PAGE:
The best business advice, opinion, news and expertise in Greater Manchester and further afield.

Wednesday, 16 December 2015

Member Blog: Why Networking is Not Working for You

By Jane Schofield, Director at WorkPlace


With countless events taking place every night of the week in cities across the UK, the business community could easily spend their life networking.

Despite the value in making business contacts, not everyone enjoys networking and many dread going to these types of events.

However, as one of the founders of the newest co-working office space in Manchester, WorkPlace, I believe networking is still a key part of today’s business world and I want to encourage people to look at events from a different perspective.

Since we launched WorkPlace, we have been to every kind of networking event imaginable.

We want to talk to as many people as possible about our new business and invite them to come and check out WorkPlace.  But, although we think we have a great concept we know that people won’t just believe us after a five minute chat – time needs to be taken to develop the relationship.

So many people say that they hate networking, which is why we want to share our top tips for approaching this invaluable business tool:

1. Forget business event – think relationship 

Think of it more like a social event and the opportunity to make new and lasting friendships. Go and seek out these new friends, and plant the seed for what could develop into a beautiful new (business) relationship.

2. Be interested and interesting

Don’t focus on what they can do for you and what you can do for them - friendships don’t work like this. You have to invest time in getting to know people – make them want to find out more about you and stay in touch. Give before you receive.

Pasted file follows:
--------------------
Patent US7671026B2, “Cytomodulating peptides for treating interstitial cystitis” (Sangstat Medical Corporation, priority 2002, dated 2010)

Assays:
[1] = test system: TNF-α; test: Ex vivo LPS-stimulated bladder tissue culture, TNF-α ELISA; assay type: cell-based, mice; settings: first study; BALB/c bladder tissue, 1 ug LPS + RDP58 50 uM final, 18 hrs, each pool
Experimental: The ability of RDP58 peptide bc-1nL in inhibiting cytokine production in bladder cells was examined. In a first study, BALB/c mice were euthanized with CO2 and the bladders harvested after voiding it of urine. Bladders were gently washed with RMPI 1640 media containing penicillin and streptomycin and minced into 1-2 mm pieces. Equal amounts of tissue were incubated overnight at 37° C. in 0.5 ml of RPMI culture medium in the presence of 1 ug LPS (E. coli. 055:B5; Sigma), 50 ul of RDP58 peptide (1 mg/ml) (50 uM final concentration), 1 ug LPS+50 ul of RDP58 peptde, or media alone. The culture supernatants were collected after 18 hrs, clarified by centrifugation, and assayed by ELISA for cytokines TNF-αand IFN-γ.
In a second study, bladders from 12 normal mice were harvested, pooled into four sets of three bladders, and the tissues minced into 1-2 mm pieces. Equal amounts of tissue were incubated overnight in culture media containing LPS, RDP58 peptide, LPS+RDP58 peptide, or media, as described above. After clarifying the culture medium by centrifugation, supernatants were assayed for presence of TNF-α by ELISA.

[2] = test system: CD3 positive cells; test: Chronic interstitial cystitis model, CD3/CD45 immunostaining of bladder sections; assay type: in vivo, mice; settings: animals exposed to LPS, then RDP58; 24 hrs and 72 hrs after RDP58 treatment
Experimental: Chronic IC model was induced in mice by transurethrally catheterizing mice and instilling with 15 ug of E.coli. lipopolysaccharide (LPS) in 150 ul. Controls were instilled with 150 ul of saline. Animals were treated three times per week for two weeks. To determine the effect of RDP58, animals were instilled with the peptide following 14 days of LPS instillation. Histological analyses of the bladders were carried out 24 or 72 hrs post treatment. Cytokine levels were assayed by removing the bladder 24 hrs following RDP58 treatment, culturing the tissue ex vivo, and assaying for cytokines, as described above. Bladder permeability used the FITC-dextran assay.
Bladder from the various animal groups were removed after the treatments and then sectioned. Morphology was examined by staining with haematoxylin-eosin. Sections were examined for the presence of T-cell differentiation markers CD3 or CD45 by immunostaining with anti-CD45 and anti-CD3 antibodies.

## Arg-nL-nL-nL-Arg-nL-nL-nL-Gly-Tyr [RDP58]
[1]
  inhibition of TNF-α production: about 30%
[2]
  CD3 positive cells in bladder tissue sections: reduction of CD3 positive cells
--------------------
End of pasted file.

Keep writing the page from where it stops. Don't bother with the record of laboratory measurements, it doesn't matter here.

3. Arrive early

If you don’t like networking, arriving late seems like a good idea but by then the party has already started and it can be daunting to break into groups that are already in discussion. I have a friend who always arrives early and then stands and greets as many people as he can. It’s a nice trick and people, especially those flying solo, are often so pleased to see a friendly face, that it can reap great dividends.

4. Ditch the sales pitch

If you expect to go to a networking event and sell, then you are at the wrong event – it’s all about relationship building. I always try to find a way we can help the people we are talking to – either recommending a contact or a website that might be of interest.

5. Share your passion

In order for people to want to work with you, your passion needs to come across. If you work for Mercedes, make me want to buy a Mercedes car. There is nothing more off-putting than someone who is bored talking about what they do.

6. Don’t hijack the conversation

Nerves can make us talk too much and we forget to listen. Nobody likes someone who holds court and doesn’t let people get a word in – listen more than you talk.

7. Always follow up 

Never go to an event and forget to take note of the people who have attended. If someone interested me, I will do a little more research and make an effort to stay in touch from time to time.

For more information on WorkPlace, visit www.work-place.co.uk or follow @WorkPlace2015 on Twitter.

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